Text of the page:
The first thing that we demand of a wall is that it shall stand up. If it stands up, it is a good wall, and the question of what purpose it serves is separable from that. And yet even the best wall in the world deserves to be pulled down if it surrounds a concentration camp. In the same way it should be possible to say, ‘This is a good book or a good picture, and it ought to be burned by the public hangman.’ Unless one can say that, at least in imagination, one is shirking the implications of the fact that an artist is also a citizen and a human being.

Lots more could be said about this essay, but suffice it now to say that skillful wall building matters, and skillful art matters in the marketplace of ideas.

This particular sequence in the top level post hits home with me personally. When I was a young boy, the first thing that made me question the church in which I had been raised was the relentlessly crappy church music. It sucked, and sucked so hard, at least in my opinion which has not changed in several decades. My child self asked: if church was as important as all these adults claimed, in their slightly bored way, why were the songs worse than the theme songs from cartoons on television, and even worse than the jingles played on commercials on kids' TV?

I'm reminded of Eliezer's comment about an artist at a singularity summit, in which she was effectively told: we don't really want your participation. To a point. Someone whose life has been entirely devoted to creating images or music or any other kind of art is not necessarily equipped to engineer a game of computer tic-tac-toe, let alone a friendly artificial intelligence.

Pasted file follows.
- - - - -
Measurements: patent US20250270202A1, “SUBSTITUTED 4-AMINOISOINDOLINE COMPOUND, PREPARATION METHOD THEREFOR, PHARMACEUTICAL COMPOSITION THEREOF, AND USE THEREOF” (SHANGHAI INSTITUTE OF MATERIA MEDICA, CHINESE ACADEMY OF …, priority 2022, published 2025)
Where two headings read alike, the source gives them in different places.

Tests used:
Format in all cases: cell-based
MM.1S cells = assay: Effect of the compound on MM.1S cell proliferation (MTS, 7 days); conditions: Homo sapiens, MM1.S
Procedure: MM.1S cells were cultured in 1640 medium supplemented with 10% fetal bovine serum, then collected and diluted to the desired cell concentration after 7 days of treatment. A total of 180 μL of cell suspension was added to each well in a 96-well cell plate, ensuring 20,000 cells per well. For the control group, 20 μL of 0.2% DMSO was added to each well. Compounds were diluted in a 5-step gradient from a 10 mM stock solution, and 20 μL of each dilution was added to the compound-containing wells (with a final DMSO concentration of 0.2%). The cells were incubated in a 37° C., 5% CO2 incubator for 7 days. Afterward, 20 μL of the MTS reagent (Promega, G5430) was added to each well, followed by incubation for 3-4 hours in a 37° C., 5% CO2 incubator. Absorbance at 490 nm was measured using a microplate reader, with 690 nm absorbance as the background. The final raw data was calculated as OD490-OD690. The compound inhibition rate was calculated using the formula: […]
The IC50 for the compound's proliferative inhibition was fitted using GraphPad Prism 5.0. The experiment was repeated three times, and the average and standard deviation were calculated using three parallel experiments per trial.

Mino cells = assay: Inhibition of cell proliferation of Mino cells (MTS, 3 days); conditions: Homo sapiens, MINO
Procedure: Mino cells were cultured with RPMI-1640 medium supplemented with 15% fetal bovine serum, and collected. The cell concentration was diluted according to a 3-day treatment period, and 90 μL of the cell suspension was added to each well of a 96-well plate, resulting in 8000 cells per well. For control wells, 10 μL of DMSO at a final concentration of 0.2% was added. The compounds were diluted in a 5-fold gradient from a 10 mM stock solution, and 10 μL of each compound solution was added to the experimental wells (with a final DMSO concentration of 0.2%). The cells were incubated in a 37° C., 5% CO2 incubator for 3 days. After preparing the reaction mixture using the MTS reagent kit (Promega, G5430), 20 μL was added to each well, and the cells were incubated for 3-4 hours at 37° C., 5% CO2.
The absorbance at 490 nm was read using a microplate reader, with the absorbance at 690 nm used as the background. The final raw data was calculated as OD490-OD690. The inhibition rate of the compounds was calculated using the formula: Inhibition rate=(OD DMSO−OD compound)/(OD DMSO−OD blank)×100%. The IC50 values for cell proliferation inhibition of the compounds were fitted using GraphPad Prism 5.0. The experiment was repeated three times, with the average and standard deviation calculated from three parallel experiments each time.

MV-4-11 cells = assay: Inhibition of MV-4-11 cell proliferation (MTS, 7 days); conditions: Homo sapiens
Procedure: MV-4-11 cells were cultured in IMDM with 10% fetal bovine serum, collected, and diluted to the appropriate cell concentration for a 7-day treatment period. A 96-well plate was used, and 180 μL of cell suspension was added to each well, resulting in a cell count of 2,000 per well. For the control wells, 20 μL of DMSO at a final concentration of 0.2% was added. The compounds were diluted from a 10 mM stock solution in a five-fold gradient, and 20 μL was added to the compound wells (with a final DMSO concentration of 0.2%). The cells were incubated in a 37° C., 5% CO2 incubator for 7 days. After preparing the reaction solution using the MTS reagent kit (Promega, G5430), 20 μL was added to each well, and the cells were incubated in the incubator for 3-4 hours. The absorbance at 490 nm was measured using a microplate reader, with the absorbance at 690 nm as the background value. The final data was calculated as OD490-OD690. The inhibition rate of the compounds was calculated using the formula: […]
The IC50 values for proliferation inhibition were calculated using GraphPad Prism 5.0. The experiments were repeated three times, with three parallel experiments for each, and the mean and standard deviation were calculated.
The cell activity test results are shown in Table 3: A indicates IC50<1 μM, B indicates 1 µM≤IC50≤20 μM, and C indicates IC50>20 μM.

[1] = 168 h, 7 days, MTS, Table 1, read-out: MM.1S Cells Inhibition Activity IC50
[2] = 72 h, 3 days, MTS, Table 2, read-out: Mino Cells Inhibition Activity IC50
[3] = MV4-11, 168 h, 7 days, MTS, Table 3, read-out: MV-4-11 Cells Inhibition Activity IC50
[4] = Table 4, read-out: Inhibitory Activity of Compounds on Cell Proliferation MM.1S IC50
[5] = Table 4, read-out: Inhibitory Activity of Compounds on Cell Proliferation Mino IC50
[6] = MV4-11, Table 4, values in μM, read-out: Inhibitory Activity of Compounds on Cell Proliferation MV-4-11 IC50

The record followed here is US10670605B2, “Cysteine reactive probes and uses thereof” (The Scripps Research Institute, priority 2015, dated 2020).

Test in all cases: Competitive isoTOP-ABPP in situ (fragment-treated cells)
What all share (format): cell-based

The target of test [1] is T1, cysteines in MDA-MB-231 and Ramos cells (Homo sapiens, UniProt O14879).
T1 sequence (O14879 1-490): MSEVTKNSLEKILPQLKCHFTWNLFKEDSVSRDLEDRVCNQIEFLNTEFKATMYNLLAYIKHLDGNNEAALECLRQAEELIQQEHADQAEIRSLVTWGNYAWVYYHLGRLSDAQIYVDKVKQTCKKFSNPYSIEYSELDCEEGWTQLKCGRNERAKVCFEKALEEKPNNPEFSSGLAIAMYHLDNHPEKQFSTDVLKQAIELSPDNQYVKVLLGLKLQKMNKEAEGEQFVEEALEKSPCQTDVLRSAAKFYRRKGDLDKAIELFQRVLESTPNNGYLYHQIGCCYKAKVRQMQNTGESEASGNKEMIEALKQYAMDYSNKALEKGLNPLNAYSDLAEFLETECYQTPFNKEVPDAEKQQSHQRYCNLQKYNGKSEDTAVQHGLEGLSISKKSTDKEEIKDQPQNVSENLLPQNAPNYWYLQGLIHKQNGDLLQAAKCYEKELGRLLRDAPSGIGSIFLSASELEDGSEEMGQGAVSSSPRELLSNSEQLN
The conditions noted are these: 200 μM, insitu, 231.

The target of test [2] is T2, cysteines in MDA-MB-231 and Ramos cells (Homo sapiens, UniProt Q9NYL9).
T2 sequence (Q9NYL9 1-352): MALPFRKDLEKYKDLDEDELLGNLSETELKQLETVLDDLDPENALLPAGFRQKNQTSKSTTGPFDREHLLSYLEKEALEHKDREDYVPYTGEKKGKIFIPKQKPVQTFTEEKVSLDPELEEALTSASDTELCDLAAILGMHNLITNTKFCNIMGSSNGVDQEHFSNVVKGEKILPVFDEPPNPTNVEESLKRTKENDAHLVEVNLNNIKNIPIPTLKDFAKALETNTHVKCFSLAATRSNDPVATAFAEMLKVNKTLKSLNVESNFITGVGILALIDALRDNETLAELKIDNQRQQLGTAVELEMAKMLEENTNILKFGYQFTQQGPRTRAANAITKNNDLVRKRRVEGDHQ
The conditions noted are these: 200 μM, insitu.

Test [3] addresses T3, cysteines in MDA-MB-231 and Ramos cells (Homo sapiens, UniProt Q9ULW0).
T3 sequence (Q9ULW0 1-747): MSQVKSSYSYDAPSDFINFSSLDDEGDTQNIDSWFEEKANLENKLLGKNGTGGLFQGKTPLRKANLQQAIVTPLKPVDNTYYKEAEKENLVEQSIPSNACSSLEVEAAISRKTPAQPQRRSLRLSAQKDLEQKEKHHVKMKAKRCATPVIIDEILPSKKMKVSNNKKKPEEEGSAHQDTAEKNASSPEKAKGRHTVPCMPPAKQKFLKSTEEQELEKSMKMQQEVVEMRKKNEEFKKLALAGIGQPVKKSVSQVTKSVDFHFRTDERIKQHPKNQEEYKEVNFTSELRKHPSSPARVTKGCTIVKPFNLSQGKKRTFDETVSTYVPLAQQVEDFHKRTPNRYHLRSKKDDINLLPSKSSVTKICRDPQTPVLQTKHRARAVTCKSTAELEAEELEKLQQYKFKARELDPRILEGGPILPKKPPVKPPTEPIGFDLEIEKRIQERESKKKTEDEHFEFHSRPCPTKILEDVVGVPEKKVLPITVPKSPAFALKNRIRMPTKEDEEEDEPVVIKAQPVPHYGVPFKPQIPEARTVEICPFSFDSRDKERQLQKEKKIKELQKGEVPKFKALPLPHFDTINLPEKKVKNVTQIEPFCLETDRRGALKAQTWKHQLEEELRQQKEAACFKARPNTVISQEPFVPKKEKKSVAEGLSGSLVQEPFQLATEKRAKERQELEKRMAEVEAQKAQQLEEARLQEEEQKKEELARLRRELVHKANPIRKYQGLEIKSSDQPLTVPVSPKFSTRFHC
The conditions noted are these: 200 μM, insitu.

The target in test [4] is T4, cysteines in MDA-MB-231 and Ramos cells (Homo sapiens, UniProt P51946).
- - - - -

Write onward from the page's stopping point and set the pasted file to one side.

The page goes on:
But if you want to win the hearts and minds of the unconverted, irrational masses, you're going to have to use resources other than logical argument. Logical and correct arguments only change the minds of people who already value logic. This is not the way to win new converts to rationality. Art and poetry, not merely argument, are necessary to communicate the glory and beauty of ideals like the conquest of death and the apotheosis of humanity in a properly anticipated singularity.

As somebody has said in an ironically different context, the devil should not have all the best tunes.

  • Gradually, this legal principle turned into a legal fiction for the purpose of showing leniency to almost all first-time offenders. There was an interim period in which criminals could establish "clergy" status by 'reading' Psalm 51. When this rule was in effect, illiterate criminals responded to incentives and memorized the words of this particular verse.